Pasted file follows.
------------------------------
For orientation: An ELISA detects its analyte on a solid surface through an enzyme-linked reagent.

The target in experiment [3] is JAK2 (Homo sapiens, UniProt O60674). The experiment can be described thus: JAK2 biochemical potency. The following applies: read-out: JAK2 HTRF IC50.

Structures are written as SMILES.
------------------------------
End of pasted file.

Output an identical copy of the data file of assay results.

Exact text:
For orientation: An ELISA detects its analyte on a solid surface through an enzyme-linked reagent.

The target in experiment [3] is JAK2 (Homo sapiens, UniProt O60674). The experiment can be described thus: JAK2 biochemical potency. The following applies: read-out: JAK2 HTRF IC50.

Structures are written as SMILES.